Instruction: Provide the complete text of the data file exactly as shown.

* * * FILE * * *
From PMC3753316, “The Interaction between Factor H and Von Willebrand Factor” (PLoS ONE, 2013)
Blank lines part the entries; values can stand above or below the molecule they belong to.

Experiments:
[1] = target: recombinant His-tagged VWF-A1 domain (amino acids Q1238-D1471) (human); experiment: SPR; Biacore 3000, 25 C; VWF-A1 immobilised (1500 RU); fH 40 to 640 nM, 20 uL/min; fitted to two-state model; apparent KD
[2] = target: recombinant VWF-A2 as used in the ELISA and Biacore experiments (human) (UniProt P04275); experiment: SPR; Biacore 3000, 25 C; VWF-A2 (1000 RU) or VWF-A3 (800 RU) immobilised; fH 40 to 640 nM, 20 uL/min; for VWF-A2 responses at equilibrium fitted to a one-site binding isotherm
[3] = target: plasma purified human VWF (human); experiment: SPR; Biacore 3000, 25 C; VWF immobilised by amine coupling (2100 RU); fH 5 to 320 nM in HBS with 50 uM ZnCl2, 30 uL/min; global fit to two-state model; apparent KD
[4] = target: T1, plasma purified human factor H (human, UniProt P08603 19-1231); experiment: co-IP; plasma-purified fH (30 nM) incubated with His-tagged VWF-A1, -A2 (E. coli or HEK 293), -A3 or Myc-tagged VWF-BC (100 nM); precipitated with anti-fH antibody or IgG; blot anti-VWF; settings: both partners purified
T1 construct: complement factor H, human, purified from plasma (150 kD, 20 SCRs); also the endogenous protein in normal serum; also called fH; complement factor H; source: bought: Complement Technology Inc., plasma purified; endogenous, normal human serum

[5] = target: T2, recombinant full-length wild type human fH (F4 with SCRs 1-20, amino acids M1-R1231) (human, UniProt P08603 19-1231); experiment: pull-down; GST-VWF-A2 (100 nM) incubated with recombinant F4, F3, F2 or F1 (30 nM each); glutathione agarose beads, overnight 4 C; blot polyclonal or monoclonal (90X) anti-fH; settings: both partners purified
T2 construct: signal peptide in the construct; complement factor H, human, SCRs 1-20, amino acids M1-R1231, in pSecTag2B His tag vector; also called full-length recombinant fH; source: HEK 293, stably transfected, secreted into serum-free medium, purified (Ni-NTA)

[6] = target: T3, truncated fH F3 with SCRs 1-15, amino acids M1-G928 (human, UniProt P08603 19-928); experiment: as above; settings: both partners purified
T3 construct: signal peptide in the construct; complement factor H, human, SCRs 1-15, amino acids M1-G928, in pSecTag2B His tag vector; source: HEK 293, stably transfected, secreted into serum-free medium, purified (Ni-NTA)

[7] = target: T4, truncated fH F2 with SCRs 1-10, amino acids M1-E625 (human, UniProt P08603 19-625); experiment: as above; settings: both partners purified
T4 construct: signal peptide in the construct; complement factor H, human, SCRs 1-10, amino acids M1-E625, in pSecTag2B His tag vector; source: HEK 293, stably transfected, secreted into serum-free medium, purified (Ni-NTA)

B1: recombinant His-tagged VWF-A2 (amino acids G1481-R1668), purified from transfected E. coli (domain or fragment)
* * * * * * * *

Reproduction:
From PMC3753316, “The Interaction between Factor H and Von Willebrand Factor” (PLoS ONE, 2013)
Blank lines part the entries; values can stand above or below the molecule they belong to.

Experiments:
[1] = target: recombinant His-tagged VWF-A1 domain (amino acids Q1238-D1471) (human); experiment: SPR; Biacore 3000, 25 C; VWF-A1 immobilised (1500 RU); fH 40 to 640 nM, 20 uL/min; fitted to two-state model; apparent KD
[2] = target: recombinant VWF-A2 as used in the ELISA and Biacore experiments (human) (UniProt P04275); experiment: SPR; Biacore 3000, 25 C; VWF-A2 (1000 RU) or VWF-A3 (800 RU) immobilised; fH 40 to 640 nM, 20 uL/min; for VWF-A2 responses at equilibrium fitted to a one-site binding isotherm
[3] = target: plasma purified human VWF (human); experiment: SPR; Biacore 3000, 25 C; VWF immobilised by amine coupling (2100 RU); fH 5 to 320 nM in HBS with 50 uM ZnCl2, 30 uL/min; global fit to two-state model; apparent KD
[4] = target: T1, plasma purified human factor H (human, UniProt P08603 19-1231); experiment: co-IP; plasma-purified fH (30 nM) incubated with His-tagged VWF-A1, -A2 (E. coli or HEK 293), -A3 or Myc-tagged VWF-BC (100 nM); precipitated with anti-fH antibody or IgG; blot anti-VWF; settings: both partners purified
T1 construct: complement factor H, human, purified from plasma (150 kD, 20 SCRs); also the endogenous protein in normal serum; also called fH; complement factor H; source: bought: Complement Technology Inc., plasma purified; endogenous, normal human serum

[5] = target: T2, recombinant full-length wild type human fH (F4 with SCRs 1-20, amino acids M1-R1231) (human, UniProt P08603 19-1231); experiment: pull-down; GST-VWF-A2 (100 nM) incubated with recombinant F4, F3, F2 or F1 (30 nM each); glutathione agarose beads, overnight 4 C; blot polyclonal or monoclonal (90X) anti-fH; settings: both partners purified
T2 construct: signal peptide in the construct; complement factor H, human, SCRs 1-20, amino acids M1-R1231, in pSecTag2B His tag vector; also called full-length recombinant fH; source: HEK 293, stably transfected, secreted into serum-free medium, purified (Ni-NTA)

[6] = target: T3, truncated fH F3 with SCRs 1-15, amino acids M1-G928 (human, UniProt P08603 19-928); experiment: as above; settings: both partners purified
T3 construct: signal peptide in the construct; complement factor H, human, SCRs 1-15, amino acids M1-G928, in pSecTag2B His tag vector; source: HEK 293, stably transfected, secreted into serum-free medium, purified (Ni-NTA)

[7] = target: T4, truncated fH F2 with SCRs 1-10, amino acids M1-E625 (human, UniProt P08603 19-625); experiment: as above; settings: both partners purified
T4 construct: signal peptide in the construct; complement factor H, human, SCRs 1-10, amino acids M1-E625, in pSecTag2B His tag vector; source: HEK 293, stably transfected, secreted into serum-free medium, purified (Ni-NTA)

B1: recombinant His-tagged VWF-A2 (amino acids G1481-R1668), purified from transfected E. coli (domain or fragment)